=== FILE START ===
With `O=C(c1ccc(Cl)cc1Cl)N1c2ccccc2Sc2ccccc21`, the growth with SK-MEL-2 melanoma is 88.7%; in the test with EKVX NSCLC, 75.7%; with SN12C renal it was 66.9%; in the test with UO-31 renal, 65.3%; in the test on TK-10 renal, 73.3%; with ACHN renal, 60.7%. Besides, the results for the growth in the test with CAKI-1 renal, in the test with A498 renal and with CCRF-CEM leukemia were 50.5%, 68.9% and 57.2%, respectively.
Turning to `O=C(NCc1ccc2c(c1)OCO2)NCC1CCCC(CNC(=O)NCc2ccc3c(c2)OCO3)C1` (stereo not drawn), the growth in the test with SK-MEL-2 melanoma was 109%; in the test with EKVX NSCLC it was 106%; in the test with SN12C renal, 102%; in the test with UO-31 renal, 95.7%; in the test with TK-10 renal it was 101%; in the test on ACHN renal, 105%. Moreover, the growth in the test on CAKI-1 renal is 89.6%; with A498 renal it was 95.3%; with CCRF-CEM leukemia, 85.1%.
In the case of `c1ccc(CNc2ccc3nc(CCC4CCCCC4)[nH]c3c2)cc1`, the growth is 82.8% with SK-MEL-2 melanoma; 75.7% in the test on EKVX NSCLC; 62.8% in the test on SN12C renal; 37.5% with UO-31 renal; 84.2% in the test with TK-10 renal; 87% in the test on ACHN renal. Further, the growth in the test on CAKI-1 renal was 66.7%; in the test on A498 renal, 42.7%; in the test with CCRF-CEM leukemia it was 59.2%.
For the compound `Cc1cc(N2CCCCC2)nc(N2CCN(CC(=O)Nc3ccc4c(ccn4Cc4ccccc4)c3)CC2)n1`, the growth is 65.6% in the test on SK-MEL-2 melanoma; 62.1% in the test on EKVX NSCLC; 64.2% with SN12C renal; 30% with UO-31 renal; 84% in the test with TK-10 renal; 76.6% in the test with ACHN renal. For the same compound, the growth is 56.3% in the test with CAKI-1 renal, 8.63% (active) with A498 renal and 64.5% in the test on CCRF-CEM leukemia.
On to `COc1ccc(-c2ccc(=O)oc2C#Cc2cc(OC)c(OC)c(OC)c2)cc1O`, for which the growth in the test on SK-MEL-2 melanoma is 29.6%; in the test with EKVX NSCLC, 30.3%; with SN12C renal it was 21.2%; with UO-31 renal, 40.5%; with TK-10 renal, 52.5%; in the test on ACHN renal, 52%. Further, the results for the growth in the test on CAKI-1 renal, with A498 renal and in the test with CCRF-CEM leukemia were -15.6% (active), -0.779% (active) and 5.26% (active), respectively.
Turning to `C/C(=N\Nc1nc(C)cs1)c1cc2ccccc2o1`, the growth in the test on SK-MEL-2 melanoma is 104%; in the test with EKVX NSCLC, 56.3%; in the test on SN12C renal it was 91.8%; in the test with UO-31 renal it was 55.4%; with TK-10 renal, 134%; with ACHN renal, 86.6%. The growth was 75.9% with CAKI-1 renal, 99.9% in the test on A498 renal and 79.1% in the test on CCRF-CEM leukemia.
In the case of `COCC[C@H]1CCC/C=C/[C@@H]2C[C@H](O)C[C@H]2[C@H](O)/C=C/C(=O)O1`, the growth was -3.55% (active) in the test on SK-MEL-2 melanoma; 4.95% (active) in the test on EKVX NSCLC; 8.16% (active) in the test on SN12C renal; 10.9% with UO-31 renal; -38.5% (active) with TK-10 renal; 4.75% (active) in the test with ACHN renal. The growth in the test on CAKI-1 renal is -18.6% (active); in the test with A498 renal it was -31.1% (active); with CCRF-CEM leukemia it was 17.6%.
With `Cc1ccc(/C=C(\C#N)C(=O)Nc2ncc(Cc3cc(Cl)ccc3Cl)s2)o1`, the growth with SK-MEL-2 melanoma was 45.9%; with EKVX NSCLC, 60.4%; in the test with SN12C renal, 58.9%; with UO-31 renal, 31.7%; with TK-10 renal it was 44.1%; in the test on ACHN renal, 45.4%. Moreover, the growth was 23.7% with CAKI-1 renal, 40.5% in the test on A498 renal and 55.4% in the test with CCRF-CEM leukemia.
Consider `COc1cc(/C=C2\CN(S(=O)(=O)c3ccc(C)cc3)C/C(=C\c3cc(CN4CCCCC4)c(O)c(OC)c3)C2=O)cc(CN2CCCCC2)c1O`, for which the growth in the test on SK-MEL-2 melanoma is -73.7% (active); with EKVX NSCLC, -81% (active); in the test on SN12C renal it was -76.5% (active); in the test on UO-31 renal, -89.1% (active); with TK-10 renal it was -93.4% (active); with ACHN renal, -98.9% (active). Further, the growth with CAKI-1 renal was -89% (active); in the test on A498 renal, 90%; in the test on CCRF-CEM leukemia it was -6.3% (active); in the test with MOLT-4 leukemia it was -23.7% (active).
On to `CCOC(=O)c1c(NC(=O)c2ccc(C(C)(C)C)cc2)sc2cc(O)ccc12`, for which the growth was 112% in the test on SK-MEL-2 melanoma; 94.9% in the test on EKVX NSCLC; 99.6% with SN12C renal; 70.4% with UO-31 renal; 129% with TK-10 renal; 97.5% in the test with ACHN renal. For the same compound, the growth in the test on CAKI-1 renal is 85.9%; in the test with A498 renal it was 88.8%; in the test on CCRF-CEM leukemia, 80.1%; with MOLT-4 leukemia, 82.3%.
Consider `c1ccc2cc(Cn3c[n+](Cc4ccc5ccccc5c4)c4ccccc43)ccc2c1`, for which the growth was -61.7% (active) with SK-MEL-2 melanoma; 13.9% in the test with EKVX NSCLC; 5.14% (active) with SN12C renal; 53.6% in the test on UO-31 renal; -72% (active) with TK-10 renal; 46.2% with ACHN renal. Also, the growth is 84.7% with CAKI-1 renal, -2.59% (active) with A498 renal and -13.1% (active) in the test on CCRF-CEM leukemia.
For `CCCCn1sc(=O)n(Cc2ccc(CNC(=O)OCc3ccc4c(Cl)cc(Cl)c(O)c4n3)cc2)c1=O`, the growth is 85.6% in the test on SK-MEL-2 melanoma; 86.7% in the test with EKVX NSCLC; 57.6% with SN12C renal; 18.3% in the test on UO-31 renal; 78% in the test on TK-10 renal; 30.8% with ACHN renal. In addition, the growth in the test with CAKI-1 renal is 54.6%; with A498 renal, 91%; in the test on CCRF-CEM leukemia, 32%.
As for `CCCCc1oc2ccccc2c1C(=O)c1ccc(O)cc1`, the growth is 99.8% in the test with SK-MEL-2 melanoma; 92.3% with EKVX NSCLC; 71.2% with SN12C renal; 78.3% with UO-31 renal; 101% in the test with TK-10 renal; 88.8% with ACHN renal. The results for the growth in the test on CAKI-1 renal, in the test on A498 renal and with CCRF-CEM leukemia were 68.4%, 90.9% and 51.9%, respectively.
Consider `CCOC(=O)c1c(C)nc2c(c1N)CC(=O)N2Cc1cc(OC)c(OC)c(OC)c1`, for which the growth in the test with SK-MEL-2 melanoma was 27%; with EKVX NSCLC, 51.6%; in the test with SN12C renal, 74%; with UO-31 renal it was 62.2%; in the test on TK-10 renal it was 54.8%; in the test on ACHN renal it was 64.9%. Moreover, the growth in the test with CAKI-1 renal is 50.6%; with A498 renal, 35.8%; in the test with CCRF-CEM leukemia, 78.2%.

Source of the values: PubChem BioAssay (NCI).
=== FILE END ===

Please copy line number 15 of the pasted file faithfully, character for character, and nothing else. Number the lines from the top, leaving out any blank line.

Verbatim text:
Source of the values: PubChem BioAssay (NCI).